February 2012 reversed a two-month trend of better-than-average rainfall in North Texas.
The historic average for February rainfall is 2.66 inches. Even with the extra leap-day that had a trace of precipitation, Denton recorded 1.91 inches of rainfall in February, which was nearly three-quarters of an inch short for the month. December had nearly 4 inches and January had well over 5 inches.
February’s below-normal rainfall is more line with the recent long-range forecasts which have been influenced by the La Nina pattern of cooler-than-normal water temperatures in the Pacific. The latest forecasts from the Climate Prediction Center indicate that while ocean temperatures were nearly neutral late last year, a weak La Nina has re-emerged. That could mean the end of wetter-than-normal conditions in most of Texas.
Denton had frequent rains early in the month with trace amounts on the first and second; .43” on the third; 13” on the ninth; .04” on the tenth; a trace on the twelfth; .21” on the thirteenth; a trace on the 15th; .05” on the seventeenth and our best and last measurable rain in February was 1.03” on the 18th.
In examining February’s temperatures, you might be surprised to learn we weren’t really significantly warmer than normal, but very close to average. The lack of any real polar fronts during the month and the mild temperatures of the last 10 days of February made it feel as if winter might be over. Recent high pollen-counts support that.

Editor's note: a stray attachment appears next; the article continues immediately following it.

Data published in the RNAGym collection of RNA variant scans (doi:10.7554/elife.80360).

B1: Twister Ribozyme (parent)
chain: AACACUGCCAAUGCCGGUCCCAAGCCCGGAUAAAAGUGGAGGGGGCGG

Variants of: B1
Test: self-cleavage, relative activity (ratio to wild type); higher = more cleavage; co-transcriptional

During February, our average high runs from 58 degrees on the first to 64 degrees by the end of the month. Our average low moves from 36 to 43 degrees during the course of the month. It works out to an average monthly high of 60 and an average low of 39. As the month came to a close, February had an average high of about 61 and an average low of 39. We did have a few cold days with highs in the 30’s and 40’s and lows in the 20’s, but nothing extraordinary.
Looking ahead, the Climate Prediction Center is forecasting above-normal temperatures for all of Texas – especially our part of the state. For now, rainfall is expected to be average for March, which is 3.5 inches, but the latest forecasts are trending drier once again. It’s not uncommon to have several outbreaks of severe storms in North Texas during March, even with below-normal rainfall.
March in North Texas has historically been exceptional. We’ve had lows of 25 degrees, highs of 100 and two-inch snowfalls as late as March 29th. Any forecaster who wants to improve their accuracy rate should take as many days off in March as possible.
Brad Barton is Chief Meteorologist of WBAP 820 AM/96.7 FM and Founder of WeatherInTouch.net.